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August 10, 2018

The Future of Food Safety Compliance in Artificial Intelligence

Written by SmartSense | Food Safety

Although the term “AI” usually reminds us of futuristic scenarios made popular by science fiction, the use of robotic function in food service surprisingly commenced more than a hundred years ago when vending machines first appeared in 1897. We’re now starting to see a significant acceleration in food service automation like never before. New technologies are transforming the way restaurants, food processors, and food distributors are providing food to their customers, specifically in activities that require speed, consistency, repetition, and sanitary controls.


New entrepreneurial companies are patenting machines that do everything from cooking and serving meals to packaging, inventory management, and deliver services. Here are some new AI applications recently making the news:


  • Chowbotics: Creator of “Sally the Salad Maker,” which delivers up to 1,000 different types of salad in 60 seconds using 21 prepared ingredients
  • Miso Robotics: Inventor of “Flippy,” a kitchen assistant that grills, fries, and plates food by using sensors and cameras that enable it to “see” the food and handle functions such as temperature control
  • Eatsa: A chain of restaurants that uses iPads in place of cashiers and servers, and delivers food orders from a wall of high-tech cubby holes
  • Spyce: A restaurant started by MIT robotics engineers in partnership with Michelin-starred chef Daniel Boulud that replaces chefs with automated cooking pots to simultaneously whip up customized meals in three minutes or less
  • Momentum Machines: Patented a device that grinds meat, presses it into patties, chops toppings, and assembles it all into a hamburger at a rate of 360 per hour


foodborne illness brochure


The Benefits of AI to the Food Industry 

Pioneering food companies are looking for alternatives to the traditional ways of producing and serving food for many good reasons:


  • Complex customer expectations (e.g. menu customization, digital ordering, rapid delivery, loyalty programs)
  • Increasing rents for warehousing space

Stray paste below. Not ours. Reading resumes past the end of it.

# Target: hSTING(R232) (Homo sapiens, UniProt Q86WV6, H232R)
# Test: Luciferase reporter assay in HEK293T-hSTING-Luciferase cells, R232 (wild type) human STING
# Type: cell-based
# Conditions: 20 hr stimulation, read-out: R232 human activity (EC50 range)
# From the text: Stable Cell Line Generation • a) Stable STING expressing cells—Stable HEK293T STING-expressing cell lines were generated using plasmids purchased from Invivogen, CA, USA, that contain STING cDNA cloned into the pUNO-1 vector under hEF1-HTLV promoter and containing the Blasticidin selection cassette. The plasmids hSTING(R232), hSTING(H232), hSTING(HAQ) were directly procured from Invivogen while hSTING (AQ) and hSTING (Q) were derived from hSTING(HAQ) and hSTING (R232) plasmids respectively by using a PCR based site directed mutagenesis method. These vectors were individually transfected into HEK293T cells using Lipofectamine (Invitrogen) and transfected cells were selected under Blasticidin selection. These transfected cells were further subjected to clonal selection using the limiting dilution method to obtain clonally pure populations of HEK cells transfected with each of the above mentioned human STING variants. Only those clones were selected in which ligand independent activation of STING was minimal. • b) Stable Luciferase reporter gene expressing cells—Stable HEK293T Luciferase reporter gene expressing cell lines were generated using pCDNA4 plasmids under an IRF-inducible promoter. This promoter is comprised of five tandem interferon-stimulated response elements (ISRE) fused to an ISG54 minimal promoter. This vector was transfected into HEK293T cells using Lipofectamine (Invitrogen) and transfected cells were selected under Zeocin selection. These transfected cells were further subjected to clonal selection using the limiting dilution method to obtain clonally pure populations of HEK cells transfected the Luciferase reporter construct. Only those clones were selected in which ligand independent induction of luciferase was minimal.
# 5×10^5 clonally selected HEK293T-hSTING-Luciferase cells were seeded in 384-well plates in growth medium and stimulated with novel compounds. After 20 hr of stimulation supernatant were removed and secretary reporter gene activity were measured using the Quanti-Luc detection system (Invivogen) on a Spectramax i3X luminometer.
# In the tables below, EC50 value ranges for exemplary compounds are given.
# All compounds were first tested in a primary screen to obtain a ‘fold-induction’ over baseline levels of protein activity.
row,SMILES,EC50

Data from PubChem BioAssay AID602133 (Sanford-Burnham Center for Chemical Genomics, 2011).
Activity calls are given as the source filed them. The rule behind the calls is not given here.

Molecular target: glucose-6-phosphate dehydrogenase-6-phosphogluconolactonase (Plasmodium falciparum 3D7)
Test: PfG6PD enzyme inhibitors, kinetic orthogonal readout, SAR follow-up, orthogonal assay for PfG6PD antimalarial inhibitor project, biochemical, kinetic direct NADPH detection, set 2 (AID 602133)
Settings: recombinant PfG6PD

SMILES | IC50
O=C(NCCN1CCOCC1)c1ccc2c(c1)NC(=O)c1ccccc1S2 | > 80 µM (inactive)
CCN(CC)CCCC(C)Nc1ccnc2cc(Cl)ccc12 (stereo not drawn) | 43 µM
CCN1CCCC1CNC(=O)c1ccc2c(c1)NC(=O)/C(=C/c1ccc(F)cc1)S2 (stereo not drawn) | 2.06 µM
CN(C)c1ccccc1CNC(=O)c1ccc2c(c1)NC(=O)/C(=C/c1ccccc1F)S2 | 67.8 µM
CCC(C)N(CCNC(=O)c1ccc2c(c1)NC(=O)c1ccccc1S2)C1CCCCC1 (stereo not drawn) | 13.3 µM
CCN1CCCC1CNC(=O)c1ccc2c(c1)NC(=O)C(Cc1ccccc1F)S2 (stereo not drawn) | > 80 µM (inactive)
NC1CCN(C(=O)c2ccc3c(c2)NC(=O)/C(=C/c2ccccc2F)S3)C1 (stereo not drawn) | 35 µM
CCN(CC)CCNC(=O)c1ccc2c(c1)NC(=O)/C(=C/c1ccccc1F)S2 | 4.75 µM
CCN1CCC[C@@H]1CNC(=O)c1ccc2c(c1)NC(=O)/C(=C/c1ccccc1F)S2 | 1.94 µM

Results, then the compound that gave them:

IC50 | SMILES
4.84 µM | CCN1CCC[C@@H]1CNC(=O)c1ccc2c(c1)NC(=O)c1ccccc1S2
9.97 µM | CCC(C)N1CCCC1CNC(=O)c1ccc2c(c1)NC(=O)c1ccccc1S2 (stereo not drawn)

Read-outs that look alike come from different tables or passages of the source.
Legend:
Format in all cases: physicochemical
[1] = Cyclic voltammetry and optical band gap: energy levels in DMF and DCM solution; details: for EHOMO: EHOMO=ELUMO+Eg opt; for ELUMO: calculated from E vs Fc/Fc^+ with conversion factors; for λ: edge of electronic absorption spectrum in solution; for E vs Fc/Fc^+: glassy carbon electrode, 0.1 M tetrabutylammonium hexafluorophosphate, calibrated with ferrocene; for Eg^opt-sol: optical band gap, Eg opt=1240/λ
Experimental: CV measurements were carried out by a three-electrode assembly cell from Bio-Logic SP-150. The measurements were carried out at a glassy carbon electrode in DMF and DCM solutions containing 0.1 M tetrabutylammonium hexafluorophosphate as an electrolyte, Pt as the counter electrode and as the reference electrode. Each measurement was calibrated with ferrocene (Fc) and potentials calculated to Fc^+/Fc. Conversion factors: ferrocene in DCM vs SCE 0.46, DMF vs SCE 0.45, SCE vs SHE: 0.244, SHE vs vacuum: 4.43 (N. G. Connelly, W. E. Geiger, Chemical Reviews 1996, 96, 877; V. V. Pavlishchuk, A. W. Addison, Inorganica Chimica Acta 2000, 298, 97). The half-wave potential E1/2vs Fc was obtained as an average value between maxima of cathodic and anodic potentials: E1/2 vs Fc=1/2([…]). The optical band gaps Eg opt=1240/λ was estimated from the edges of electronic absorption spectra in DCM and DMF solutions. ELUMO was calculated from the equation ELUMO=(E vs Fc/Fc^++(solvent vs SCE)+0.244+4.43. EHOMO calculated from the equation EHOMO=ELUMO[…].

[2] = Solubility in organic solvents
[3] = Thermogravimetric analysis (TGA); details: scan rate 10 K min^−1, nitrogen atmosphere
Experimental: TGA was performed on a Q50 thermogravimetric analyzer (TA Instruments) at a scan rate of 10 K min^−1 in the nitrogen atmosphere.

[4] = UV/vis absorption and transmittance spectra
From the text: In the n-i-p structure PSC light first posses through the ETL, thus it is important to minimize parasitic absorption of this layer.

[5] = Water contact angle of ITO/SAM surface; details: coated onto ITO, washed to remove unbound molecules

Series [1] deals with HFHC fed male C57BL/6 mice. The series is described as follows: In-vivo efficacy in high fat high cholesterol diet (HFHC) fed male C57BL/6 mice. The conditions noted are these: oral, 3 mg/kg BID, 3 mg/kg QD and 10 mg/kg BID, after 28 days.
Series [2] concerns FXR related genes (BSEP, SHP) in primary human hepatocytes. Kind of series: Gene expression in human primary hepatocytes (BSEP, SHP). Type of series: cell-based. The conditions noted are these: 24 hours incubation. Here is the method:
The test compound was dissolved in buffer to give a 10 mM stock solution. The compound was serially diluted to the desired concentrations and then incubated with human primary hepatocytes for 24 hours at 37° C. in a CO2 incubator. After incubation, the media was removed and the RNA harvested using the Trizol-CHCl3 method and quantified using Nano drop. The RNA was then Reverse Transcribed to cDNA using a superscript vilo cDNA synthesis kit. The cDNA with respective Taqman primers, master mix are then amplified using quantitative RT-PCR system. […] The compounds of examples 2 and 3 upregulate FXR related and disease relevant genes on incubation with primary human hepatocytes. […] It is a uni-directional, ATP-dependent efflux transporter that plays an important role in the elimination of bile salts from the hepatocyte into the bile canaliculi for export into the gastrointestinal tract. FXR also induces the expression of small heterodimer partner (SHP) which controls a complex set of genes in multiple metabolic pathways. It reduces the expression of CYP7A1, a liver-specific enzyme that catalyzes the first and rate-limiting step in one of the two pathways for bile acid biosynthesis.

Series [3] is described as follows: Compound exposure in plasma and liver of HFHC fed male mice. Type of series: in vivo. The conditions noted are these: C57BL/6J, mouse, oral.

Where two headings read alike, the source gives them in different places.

• Just-in-time inventory pressure
  • FSMA safety regulations requiring large-scale, continuous monitoring
  • A shortage of workers, especially in the restaurant business
  • Labor costs (e.g. increased minimum wage, workman’s compensation payments, vacation and sick leave, health insurance, training)
  • Unreliable human resources (e.g., careless errors, poor hygiene, lack of motivation)


In general, a shift to automated supply chain and service solutions increases profitability by optimizing efficiencies to lower costs and bring in higher revenues. Food industry leaders are hopeful that AI will improve food quality and consistency, worker productivity and safety, inventory management, and customer service.


For example, it is estimated that robots can improve yields significantly where precise cuts of meat and produce make the difference. Robots can also work in harsh environments such as sub-zero freezers, and handle dangerous equipment, thus relieving workers of potential injury. Robots don’t complain about endlessly repetitive tasks, allowing employees to train for more skilled responsibilities. They can lift heavy packages 24 hours a day without fear of back pain. Robots, in short, never get tired or sick, are never absent, are strong, dependable, and always obedient.


AI and Food Safety

Robots are also sterile. That’s a huge benefit. It’s hard to overestimate how much AI solutions can help stem the rising tide of foodborne illness. Not only has FSMA raised the bar on sanitary requirements along the entire supply chain, but pathogens are now finding their way into foods not typically prone to contamination, such as spices, cereals, and other non-refrigerated packaged foods.


Robots could radically reduce the risk of food recalls, since they can eliminate the opportunity for human workers to unwittingly transfer diseases through manual food handling. Not to mention that they’re easy to clean. In fact, Technavio predicts robot use in the food industry will grow almost 30% by 2019, driven by demands for contamination-free production areas.


Beyond the use of robots to replace human workers at critical points in the supply chain most prone to contamination, food companies and regulatory agencies may soon take advantage of two promising technologies that could vastly reduce foodborne illness outbreaks:


  • Electric Noses: These electronic chemical sensors can recognize odors using the same principle as the physiology of smell. By identifying aromas in raw materials that match a coded sensory fingerprint in a pathogen database, electronic noses have great potential to improve quality control during food processing and packaging.
  • Next Generation Sequencing: NGS is beginning to play an increasingly critical role in the evolution of laboratory processes and may soon replace traditional DNA methods of food safety testing. By automating workflows, critical processes such as data capture and preparation of lab samples will become faster and more accurate. NGS tools will ultimately allow organizations such as the CDC and the FDA to better identify trends and threats to prevent foodborne illness outbreaks from occurring.


This is the beginning of a new era. Although critics of AI make good points about some of its potential drawbacks, such as creating a new class of unemployed workers, when it comes to food safety and protection of consumers, the advantages are clear.


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Topics: Food Safety

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